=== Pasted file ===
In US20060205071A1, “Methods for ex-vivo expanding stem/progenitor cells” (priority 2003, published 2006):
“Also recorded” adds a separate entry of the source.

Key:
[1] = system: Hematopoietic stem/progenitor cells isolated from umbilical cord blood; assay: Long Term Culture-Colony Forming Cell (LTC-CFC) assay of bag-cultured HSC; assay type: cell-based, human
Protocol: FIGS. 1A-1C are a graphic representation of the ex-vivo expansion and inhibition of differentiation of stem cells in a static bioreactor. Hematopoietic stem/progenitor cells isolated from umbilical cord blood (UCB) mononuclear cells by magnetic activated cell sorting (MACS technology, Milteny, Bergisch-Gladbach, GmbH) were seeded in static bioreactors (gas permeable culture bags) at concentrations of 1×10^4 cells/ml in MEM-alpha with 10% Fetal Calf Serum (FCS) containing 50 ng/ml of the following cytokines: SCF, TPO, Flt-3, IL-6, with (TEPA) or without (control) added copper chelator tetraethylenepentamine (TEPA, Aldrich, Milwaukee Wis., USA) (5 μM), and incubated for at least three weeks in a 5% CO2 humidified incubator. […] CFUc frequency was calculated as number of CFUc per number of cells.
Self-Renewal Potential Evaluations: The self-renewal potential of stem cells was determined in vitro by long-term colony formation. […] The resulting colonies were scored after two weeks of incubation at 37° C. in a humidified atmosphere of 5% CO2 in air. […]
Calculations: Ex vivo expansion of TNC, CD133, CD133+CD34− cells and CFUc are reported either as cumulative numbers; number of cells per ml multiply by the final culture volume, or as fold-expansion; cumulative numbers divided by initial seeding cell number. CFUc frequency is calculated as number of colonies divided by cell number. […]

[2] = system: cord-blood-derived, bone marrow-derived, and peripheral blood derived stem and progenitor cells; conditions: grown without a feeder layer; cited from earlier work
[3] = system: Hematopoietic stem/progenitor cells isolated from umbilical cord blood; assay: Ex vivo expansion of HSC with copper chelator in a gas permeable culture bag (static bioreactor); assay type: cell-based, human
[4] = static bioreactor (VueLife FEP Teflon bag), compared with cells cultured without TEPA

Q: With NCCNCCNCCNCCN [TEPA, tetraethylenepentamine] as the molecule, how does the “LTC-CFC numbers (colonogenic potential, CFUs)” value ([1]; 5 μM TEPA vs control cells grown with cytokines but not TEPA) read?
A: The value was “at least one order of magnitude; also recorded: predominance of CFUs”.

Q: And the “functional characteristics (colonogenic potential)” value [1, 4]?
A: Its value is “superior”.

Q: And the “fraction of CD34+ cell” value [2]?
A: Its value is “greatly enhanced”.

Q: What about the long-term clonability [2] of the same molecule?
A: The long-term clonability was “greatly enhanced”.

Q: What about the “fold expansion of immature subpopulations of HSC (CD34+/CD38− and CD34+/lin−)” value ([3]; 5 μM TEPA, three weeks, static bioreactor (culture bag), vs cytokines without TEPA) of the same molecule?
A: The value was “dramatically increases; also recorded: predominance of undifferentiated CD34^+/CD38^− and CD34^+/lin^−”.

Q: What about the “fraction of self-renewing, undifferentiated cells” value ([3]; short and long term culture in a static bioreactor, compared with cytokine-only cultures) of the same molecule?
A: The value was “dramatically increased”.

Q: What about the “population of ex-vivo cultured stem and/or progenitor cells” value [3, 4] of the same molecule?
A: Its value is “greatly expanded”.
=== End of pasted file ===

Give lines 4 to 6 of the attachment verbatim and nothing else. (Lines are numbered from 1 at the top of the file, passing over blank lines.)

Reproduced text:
[1] = system: Hematopoietic stem/progenitor cells isolated from umbilical cord blood; assay: Long Term Culture-Colony Forming Cell (LTC-CFC) assay of bag-cultured HSC; assay type: cell-based, human
Protocol: FIGS. 1A-1C are a graphic representation of the ex-vivo expansion and inhibition of differentiation of stem cells in a static bioreactor. Hematopoietic stem/progenitor cells isolated from umbilical cord blood (UCB) mononuclear cells by magnetic activated cell sorting (MACS technology, Milteny, Bergisch-Gladbach, GmbH) were seeded in static bioreactors (gas permeable culture bags) at concentrations of 1×10^4 cells/ml in MEM-alpha with 10% Fetal Calf Serum (FCS) containing 50 ng/ml of the following cytokines: SCF, TPO, Flt-3, IL-6, with (TEPA) or without (control) added copper chelator tetraethylenepentamine (TEPA, Aldrich, Milwaukee Wis., USA) (5 μM), and incubated for at least three weeks in a 5% CO2 humidified incubator. […] CFUc frequency was calculated as number of CFUc per number of cells.
Self-Renewal Potential Evaluations: The self-renewal potential of stem cells was determined in vitro by long-term colony formation. […] The resulting colonies were scored after two weeks of incubation at 37° C. in a humidified atmosphere of 5% CO2 in air. […]